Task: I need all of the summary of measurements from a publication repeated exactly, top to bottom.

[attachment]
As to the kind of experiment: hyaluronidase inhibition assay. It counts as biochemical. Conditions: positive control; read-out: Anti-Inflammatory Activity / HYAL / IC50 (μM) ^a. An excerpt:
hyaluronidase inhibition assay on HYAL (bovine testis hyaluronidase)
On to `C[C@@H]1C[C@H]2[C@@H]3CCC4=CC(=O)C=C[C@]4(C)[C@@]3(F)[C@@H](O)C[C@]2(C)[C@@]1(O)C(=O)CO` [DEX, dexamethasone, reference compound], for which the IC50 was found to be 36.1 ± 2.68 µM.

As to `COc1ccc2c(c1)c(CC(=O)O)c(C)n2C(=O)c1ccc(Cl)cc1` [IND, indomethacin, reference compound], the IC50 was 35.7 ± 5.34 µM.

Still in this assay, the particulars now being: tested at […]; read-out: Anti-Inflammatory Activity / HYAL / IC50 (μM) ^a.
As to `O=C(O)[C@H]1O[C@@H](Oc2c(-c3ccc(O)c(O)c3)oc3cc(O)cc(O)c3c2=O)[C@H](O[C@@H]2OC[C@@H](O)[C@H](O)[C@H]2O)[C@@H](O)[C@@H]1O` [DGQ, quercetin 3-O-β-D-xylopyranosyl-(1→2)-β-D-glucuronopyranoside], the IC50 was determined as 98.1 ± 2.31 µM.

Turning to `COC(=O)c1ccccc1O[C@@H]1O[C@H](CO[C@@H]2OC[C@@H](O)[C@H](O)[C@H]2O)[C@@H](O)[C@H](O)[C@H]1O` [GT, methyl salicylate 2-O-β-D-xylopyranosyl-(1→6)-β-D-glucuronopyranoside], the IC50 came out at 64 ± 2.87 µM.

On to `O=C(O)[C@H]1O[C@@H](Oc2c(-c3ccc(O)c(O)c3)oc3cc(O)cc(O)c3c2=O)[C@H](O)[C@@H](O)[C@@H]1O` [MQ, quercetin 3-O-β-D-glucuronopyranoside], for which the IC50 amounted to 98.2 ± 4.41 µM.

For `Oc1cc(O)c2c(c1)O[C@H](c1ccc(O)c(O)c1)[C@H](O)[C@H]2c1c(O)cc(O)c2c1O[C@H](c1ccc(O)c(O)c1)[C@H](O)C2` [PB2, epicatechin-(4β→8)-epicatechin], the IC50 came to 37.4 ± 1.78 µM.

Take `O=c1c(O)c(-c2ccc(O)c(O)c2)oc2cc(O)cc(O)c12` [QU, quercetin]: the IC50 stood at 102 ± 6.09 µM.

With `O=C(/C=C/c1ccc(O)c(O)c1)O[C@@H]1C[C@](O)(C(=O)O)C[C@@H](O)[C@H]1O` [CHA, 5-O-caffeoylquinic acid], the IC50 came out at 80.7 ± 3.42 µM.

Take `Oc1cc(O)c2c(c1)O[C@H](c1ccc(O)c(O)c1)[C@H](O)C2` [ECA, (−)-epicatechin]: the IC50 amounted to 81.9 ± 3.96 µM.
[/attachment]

As to the kind of experiment: hyaluronidase inhibition assay. It counts as biochemical. Conditions: positive control; read-out: Anti-Inflammatory Activity / HYAL / IC50 (μM) ^a. An excerpt:
hyaluronidase inhibition assay on HYAL (bovine testis hyaluronidase)
On to `C[C@@H]1C[C@H]2[C@@H]3CCC4=CC(=O)C=C[C@]4(C)[C@@]3(F)[C@@H](O)C[C@]2(C)[C@@]1(O)C(=O)CO` [DEX, dexamethasone, reference compound], for which the IC50 was found to be 36.1 ± 2.68 µM.

As to `COc1ccc2c(c1)c(CC(=O)O)c(C)n2C(=O)c1ccc(Cl)cc1` [IND, indomethacin, reference compound], the IC50 was 35.7 ± 5.34 µM.

Still in this assay, the particulars now being: tested at […]; read-out: Anti-Inflammatory Activity / HYAL / IC50 (μM) ^a.
As to `O=C(O)[C@H]1O[C@@H](Oc2c(-c3ccc(O)c(O)c3)oc3cc(O)cc(O)c3c2=O)[C@H](O[C@@H]2OC[C@@H](O)[C@H](O)[C@H]2O)[C@@H](O)[C@@H]1O` [DGQ, quercetin 3-O-β-D-xylopyranosyl-(1→2)-β-D-glucuronopyranoside], the IC50 was determined as 98.1 ± 2.31 µM.

Turning to `COC(=O)c1ccccc1O[C@@H]1O[C@H](CO[C@@H]2OC[C@@H](O)[C@H](O)[C@H]2O)[C@@H](O)[C@H](O)[C@H]1O` [GT, methyl salicylate 2-O-β-D-xylopyranosyl-(1→6)-β-D-glucuronopyranoside], the IC50 came out at 64 ± 2.87 µM.

On to `O=C(O)[C@H]1O[C@@H](Oc2c(-c3ccc(O)c(O)c3)oc3cc(O)cc(O)c3c2=O)[C@H](O)[C@@H](O)[C@@H]1O` [MQ, quercetin 3-O-β-D-glucuronopyranoside], for which the IC50 amounted to 98.2 ± 4.41 µM.

For `Oc1cc(O)c2c(c1)O[C@H](c1ccc(O)c(O)c1)[C@H](O)[C@H]2c1c(O)cc(O)c2c1O[C@H](c1ccc(O)c(O)c1)[C@H](O)C2` [PB2, epicatechin-(4β→8)-epicatechin], the IC50 came to 37.4 ± 1.78 µM.

Take `O=c1c(O)c(-c2ccc(O)c(O)c2)oc2cc(O)cc(O)c12` [QU, quercetin]: the IC50 stood at 102 ± 6.09 µM.

With `O=C(/C=C/c1ccc(O)c(O)c1)O[C@@H]1C[C@](O)(C(=O)O)C[C@@H](O)[C@H]1O` [CHA, 5-O-caffeoylquinic acid], the IC50 came out at 80.7 ± 3.42 µM.

Take `Oc1cc(O)c2c(c1)O[C@H](c1ccc(O)c(O)c1)[C@H](O)C2` [ECA, (−)-epicatechin]: the IC50 amounted to 81.9 ± 3.96 µM.